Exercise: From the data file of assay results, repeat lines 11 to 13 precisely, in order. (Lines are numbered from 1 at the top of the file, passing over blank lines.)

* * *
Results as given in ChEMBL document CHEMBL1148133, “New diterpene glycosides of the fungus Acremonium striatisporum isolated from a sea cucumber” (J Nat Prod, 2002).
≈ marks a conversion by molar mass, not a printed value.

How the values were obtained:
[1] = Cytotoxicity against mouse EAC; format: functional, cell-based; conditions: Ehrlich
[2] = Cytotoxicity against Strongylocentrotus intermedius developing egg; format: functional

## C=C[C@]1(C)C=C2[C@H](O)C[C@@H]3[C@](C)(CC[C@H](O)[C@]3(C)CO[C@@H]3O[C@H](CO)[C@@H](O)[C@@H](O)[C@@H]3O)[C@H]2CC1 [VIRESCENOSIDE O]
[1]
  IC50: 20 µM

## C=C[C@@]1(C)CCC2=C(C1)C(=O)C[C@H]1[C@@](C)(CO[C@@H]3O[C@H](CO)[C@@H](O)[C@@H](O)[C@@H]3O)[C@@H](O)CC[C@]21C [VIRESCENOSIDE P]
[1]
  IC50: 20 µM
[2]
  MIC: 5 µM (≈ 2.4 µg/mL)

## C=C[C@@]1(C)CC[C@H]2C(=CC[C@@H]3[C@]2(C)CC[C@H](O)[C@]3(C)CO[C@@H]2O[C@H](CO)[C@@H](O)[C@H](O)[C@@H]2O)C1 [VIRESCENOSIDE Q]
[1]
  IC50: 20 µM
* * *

  IC50: 20 µM
[2]
  MIC: 5 µM (≈ 2.4 µg/mL)